HOW DOES ONE KNOW CHRIST? The 4th Stage of Contemplation,  Peter of Damaskos, Philokalia vol. 3

pp. 122-126

The fourth stage of contemplation is all about understanding Christ—his incarnation, life and death.

What does it mean to understand Christ? Surely, we affirm our faith each Sunday through the creed, we sing about Christ’s life and gifts in all services, and we enrich our understanding through the priests’ homilies and additional readings. What else could we need to know?

St. Peter, however, is not talking about additional historical and theological knowledge. He asks us, instead, to participate in Christ with mind and body.  Contemplation is not a logical analysis or the acquisition of facts. It goes beyond words and thoughts, beyond awareness of self and material sensations to reach an ecstatic experience of God in His fulness.

The fourth stage of contemplation consists in the understanding of our Lord’s incarnation and His manner of life in this world, to the point that we practically forget even to eat, as St Basil the Great writes

The goal in the mystical tradition of Hesychasm, is to reach theosis—a complete union with God. To reach this stage, one must shift from ego-centered to ego-transcendent consciousness,” thus making a true “metanoia.”

The shift from “ego-centered to ego-transcendent consciousness,” is called metanoia in Greek. The literal translation of this term is “transformation of the nous,” but the English language contains no exact synonym for the word nous. Misleading translations are “intellect,” “mind,” or “reason.” The nous bears no resemblance to the rational intellect (dianoia in Greek). Whereas the rational intellect uses deductive reasoning, the nous relies upon “immediate experience” or intuition. Therefore, the term metanoia is correctly understood as a shift from ego-centered to nous-centered, ego-transcendent, or, in hesychastic terminology, God-centered consciousness.

Mitchell B., Liester. “Hesychasm: A Christian Path of Transcendence.” Quest  89.2  MARCH-APRIL 2000): 54-59, 65.

The narrative echoes this transformative process, shifting from prose to raptured prayer, illustrating a state of contemplation:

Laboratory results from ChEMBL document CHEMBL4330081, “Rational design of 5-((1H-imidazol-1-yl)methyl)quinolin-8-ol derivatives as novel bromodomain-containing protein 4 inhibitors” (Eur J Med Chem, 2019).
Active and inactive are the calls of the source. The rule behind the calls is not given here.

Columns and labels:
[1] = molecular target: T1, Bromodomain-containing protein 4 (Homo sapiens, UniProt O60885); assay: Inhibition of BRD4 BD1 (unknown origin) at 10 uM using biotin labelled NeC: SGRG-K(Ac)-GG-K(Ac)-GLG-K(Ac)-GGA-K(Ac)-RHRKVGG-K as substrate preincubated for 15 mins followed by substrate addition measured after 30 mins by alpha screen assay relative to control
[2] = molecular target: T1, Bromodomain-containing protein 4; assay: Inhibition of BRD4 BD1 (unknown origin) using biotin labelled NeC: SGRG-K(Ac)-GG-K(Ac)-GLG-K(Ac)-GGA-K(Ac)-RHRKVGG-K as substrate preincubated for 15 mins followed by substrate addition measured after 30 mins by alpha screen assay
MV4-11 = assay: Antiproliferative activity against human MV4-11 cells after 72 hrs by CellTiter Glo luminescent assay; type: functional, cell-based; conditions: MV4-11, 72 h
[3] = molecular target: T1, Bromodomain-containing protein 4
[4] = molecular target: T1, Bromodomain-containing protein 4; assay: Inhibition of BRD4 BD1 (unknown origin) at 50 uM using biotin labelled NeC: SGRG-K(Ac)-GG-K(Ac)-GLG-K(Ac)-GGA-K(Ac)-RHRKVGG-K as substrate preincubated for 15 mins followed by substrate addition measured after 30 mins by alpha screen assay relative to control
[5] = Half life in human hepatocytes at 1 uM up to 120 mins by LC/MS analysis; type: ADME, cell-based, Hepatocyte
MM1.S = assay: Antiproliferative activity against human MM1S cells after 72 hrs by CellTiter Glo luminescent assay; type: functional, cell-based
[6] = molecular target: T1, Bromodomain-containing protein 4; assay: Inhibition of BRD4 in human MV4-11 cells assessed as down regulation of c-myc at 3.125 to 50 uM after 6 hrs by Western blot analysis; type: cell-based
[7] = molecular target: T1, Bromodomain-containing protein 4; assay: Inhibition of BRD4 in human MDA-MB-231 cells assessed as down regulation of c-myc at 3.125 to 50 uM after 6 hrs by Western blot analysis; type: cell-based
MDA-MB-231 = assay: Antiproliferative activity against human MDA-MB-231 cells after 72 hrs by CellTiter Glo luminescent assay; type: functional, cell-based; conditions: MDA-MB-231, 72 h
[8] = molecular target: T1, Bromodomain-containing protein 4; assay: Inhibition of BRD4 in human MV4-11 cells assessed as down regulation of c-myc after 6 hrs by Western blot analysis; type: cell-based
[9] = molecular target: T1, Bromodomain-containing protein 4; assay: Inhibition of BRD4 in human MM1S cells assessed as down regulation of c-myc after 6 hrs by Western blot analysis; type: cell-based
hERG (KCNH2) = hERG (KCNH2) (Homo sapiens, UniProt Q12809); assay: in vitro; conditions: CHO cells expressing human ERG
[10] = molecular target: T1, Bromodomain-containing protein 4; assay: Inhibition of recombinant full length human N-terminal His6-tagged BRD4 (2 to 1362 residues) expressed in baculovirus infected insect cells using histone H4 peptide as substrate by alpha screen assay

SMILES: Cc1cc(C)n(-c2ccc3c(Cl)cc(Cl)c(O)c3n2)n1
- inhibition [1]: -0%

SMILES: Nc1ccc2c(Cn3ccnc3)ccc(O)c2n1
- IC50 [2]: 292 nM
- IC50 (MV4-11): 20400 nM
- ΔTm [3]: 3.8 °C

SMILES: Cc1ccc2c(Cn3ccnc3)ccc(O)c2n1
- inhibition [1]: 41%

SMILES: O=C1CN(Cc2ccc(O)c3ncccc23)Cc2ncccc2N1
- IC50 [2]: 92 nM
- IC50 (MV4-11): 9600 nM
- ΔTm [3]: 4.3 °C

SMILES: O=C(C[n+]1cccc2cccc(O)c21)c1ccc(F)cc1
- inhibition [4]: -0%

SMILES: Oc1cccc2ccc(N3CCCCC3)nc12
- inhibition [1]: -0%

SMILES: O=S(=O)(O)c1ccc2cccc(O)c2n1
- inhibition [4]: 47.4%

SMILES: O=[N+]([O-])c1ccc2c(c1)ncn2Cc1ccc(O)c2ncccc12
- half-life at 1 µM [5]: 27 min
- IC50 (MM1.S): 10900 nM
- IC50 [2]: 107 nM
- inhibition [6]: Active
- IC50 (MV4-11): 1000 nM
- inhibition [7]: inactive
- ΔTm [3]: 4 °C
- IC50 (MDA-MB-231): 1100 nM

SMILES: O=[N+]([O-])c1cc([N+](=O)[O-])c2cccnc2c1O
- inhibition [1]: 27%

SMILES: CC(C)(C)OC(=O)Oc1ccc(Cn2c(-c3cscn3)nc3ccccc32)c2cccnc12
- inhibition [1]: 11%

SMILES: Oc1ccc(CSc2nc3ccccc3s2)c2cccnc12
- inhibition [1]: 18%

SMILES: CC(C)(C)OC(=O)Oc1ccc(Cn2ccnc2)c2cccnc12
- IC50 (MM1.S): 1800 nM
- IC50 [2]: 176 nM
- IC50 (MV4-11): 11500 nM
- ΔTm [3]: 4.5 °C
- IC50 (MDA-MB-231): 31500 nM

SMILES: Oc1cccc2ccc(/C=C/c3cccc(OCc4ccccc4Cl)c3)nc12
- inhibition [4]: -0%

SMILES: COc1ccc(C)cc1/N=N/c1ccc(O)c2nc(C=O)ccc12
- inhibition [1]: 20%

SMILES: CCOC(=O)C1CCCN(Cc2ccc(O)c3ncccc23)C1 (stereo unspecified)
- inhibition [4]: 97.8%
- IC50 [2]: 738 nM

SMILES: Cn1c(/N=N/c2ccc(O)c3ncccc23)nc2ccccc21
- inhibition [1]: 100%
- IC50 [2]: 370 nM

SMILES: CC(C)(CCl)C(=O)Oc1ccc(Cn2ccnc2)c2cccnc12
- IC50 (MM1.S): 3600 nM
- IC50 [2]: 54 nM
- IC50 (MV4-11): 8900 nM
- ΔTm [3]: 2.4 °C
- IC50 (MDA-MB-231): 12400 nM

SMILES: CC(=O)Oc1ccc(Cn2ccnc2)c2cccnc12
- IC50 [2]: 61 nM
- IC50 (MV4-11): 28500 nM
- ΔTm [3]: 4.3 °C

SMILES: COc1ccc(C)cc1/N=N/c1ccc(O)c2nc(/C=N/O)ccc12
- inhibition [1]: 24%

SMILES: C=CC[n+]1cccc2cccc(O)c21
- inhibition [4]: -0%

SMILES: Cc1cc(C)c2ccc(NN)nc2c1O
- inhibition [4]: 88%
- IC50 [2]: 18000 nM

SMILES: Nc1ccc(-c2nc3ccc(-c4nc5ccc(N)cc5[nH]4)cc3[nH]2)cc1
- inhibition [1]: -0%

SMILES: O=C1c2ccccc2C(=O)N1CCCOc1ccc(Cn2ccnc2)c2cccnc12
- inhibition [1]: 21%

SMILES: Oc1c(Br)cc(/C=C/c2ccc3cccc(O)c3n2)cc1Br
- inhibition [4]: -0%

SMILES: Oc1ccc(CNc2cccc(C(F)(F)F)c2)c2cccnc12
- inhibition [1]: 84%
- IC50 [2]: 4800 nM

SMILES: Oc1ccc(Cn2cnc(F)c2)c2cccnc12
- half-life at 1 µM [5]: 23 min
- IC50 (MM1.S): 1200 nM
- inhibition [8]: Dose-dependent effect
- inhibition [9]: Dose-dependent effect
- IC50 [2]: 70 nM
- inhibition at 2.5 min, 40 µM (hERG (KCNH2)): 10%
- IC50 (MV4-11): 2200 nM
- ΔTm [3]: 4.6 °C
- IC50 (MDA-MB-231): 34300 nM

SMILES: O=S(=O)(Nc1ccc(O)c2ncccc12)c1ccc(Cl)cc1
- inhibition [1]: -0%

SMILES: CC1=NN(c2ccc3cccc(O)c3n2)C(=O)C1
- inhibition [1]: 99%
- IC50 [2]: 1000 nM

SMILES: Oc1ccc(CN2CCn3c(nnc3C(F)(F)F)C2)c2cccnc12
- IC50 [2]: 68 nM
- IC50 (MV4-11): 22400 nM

Thou hast enraptured me with longing for Thee, 0 Christ, and hast transformed me with the intensity of Thy divine love; with immaterial fire consume my sins and fill me with delight in Thee, so that in my joy, 0 Lord, I may praise Thy first and second coming.

St. Peter reveals to us the hidden treasures we are unable to see, the mysteries beneath words or rituals that we miss.  When we remain trapped in a world of passions and an “ego-centered consciousness,” we cannot grasp the mystery of Christ that lies beyond what we see, touch, or hear. We are unable to grasp the mysteries hidden in the writings of the Holy Fathers and the mystery of Christ, himself. Christ, St. Peter tells us, is actually “hidden in the Bible.”

If anyone through the virtues of body and soul has received knowledge of these things, and of the mysteries hidden in the words of the holy fathers, of the divine Scriptures, and especially of the Holy Gospels, he will never lose his longing or cease from shedding the tears that come to him unbidden.

St. Peter illustrates the different levels of understanding and the gap between a slight, temporary sensation and a deep, transformative immersion in Christ.

Such a man is not like us: for though we may for a while be slightly stirred by the Scriptures, we are again plunged into darkness by laziness, forgetfulness and ignorance, and become obdurate because of our passions. But he who has been purified of the passions through inward grief perceives the hidden mysteries in all the Scriptures and is astonished by them all, especially by the words and actions recorded in the Holy Gospels.

It is this deep immersion in Christ St. Peter asks us to acquire in the 4th stage of contemplation. Shifting from the ego-centered mind to a Christ-centered consciousness is not an intellectual exercise but a choice of the life we want to live.

The ego-centered life, that misses the essence of Christ and is blind to the mysteries beyond material things, sounds like the lives most of us live in the 21st century. It is a life “on the go,” driven by exhausting schedules that result in mental and physical exhaustion. “Busyness” is accepted as the norm and, in fact, a badge of honor. Who would openly admit that their lives are NOT busy, lest they be viewed as unsuccessful or lazy. The busier you are the more status you achieve and the more important you feel. A state of constant hustle, leads to “burn-out,” emptiness, exhaustion and, eventually, despair,

St. Peter asks us to compare such a state of constant busyness and anxiety to one in which nothing disturbs our state of inner peace. Because we apply a Christ-centered perspective, we are able to discern the true value of things and the worthlessness of  passions or material things.   

Who has greater repose and honour, the person who devotes himself to God and acts accordingly, or the person involved in hustle, law courts and worldly cares? The person who always converses with God through meditation on the Holy Scriptures and undistracted prayer and tears, or the person who is always on the go, who devotes himself to fraud and lawless actions which, when they come to nothing, leave him only with his exhaustion and perhaps twofold death?

Which of the two lives would we choose? This is the question St. Peter leaves us with.

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